You’ve authored the book “Secrets of the Boardroom,” delving deep into corporate governance. Could you share some key principles emphasized in your book and explain why these principles are crucial for the success of companies and organizations?

Herman Daems: In my book, I dissect the functions and ideal roles of a board of directors. It highlights four pivotal roles a board should assume: shaping the company’s strategic direction, overseeing the allocation of the company’s resources, ensuring the company behaves responsibly in society, and taking responsibility for the company’s outcomes. These are the primary roles, but there are others as well. Directors, especially the chairman, may need to mediate conflicts within the company’s top leadership or, more critically, when disputes arise among shareholders. The book underscores that the chairman’s primary duty is to maintain a healthy equilibrium among the various interests collaborating within the company.

How has your extensive international expertise contributed to your understanding of corporate governance, and what is your perspective on the global evolution of governance practices?

Herman Daems: Discussions on good governance are often dominated by legal experts, which is essential. However, they primarily prescribe what should happen in a boardroom, not necessarily what actually occurs. Furthermore, providing clarity about how a board truly operates is challenging because one can only grasp the inner workings by actively participating in board meetings and decisions. Fortunately, I’ve had the privilege of serving on various boards for many years—ranging from publicly traded companies to family businesses, from nonprofit organizations in culture and healthcare to ventures both in Flanders and Wallonia, and even in Belgium and Silicon Valley in the United States.

Could you provide us with some practical examples of corporate governance challenges you’ve encountered in your career and how these challenges were addressed?

Herman Daems: One of the paramount requirements for a board member is discretion. What one experiences or learns should only be discussed within the boardroom. Remember, a board member’s foremost duty is to serve the interests of the company. Therefore, I haven’t penned a “kiss and tell” book. However, I do discuss the types of issues that board members must confront. Two of the most daunting challenges, in my opinion, are top-level tensions and acquisitions. Tensions at the top arise when leadership falters and fails to achieve results. The question then becomes whether the issue lies with the leadership, external market forces, new competition, or emerging technologies. Board members must delve into these matters: will new leadership be the solution, and if so, who should lead? When and how should such decisions be made? Acquisitions are also complex, encompassing both strategic and financial aspects. While management typically supports an acquisition, the questions revolve around the price and the financing structure. To complicate matters further, how does the financing affect shareholders and the ownership structure? Of course, there are many other challenging issues, but these, I find, are among the most formidable.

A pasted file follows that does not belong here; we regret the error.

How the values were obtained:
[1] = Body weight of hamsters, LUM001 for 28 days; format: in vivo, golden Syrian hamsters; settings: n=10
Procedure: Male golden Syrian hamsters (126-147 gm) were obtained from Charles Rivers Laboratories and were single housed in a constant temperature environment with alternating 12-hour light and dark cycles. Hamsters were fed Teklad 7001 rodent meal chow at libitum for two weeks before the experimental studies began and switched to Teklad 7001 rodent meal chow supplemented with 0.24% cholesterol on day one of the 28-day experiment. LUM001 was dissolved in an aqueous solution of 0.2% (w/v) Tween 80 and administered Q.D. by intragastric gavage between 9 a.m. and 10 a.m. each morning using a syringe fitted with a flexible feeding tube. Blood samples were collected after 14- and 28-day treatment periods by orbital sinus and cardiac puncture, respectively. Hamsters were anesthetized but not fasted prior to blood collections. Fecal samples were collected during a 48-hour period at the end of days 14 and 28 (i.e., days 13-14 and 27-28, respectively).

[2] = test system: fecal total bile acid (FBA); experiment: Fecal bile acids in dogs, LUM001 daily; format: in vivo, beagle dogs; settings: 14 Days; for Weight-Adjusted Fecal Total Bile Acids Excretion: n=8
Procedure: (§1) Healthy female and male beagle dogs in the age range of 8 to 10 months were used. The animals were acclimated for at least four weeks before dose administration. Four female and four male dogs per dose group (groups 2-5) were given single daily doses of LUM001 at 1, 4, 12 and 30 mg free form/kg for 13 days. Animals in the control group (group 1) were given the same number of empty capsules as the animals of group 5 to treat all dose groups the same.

We extend our heartfelt thanks to Herman Daems for sharing his insights with us. His wealth of experience and expertise in corporate governance has illuminated the path toward better practices and governance globally. We look forward to his keynote at The 5th Conference, where we anticipate further enlightenment and inspiration for our audience.